I have a question regarding hyperparameter optimization in scikit learn. I am most familiar with tensorflow where you first split your data into three sets: Train, validation and test. Hyperparameters are optimized using the train and validation sets, and then the model is finally evaluated using the test set. All data is normalized using statistics from the test set, and as far as I have understood the rationale behind this is that the model has not "seen" the data from validation and test and therefore can not use their stats in any way.

Anyways, my question is related to the optimizers in scikit. As far as I can see they all use cross-validation. So I have two questions:

  • Is there a way to set the validation set explicitly in the scikit optimizers?
  • If not, how do I deal with the normalization? Should I just feed the optimizer with both the train and validation sets, wouldn't that just mix the sets, and somehow mess up the rationale behind initially using the training set for normalization?

Side note: I want to be able to compare models made using both scikit and tensorflow, so I want to follow procedures that are as similar as possible when comparing models.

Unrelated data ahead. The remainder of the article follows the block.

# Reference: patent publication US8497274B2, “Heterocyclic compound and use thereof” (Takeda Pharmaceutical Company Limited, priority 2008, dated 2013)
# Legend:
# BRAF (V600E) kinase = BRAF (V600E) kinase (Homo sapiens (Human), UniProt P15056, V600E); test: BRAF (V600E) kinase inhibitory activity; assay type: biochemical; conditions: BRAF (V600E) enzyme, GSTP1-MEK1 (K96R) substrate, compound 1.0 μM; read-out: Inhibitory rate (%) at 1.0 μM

2 Answers 2


I think it will suit you sklearn.model_selection.PredefinedSplit. From the user manual User guide :

For some datasets, a pre-defined split of the data into training- and validation fold or into several cross-validation folds already exists. Using Pre defined Split it is possible to use these folds e.g. when searching for hyperparameters.

For example, when using a validation set, set the test_fold to 0 for all samples that are part of the validation set, and to -1 for all other samples.

I can also recommend good libraries for optimizing hyperparameters, very easy to learn, but with great functionality. They have algorithms for selecting hyperparameters not only by brute force or by chance, but also conditional hyperparameters. For example, in if parameter1 appears only if there is parameter2 . These are optuna and hyperopt.

In them, you can more flexibly specify the learning function, rather than the sklearn pipeline with all its limitations.


It seems to me that you simply want to use a fixed validation set for hyperparameter tuning. This is a very cardinal procedure, especially in the scenario as you mentioned, that one wants to ensure that the results are comparable across models.

What I would try, if there aren't a whole lot of hyperparameters, is to manually set grids for those parameters and perform brute-force grid search. Sklearn has a nice feature sklearn.model_selection.ParameterGrid that helps you iterate all possible combinations of hyperparmaters.

If there are indeed a lot of hyperparameters, or the values should be sampled from a continuous distribution, then I would suggest using hyperparameter techniques practiced in deep learning field. Essentially, try using Weights & Biases, which is very versatile yet easy to use.

See this SO question (https://stackoverflow.com/questions/54126811/order-between-using-validation-training-and-test-sets) also if you want some clarifications on hyperparam tuning strategies.


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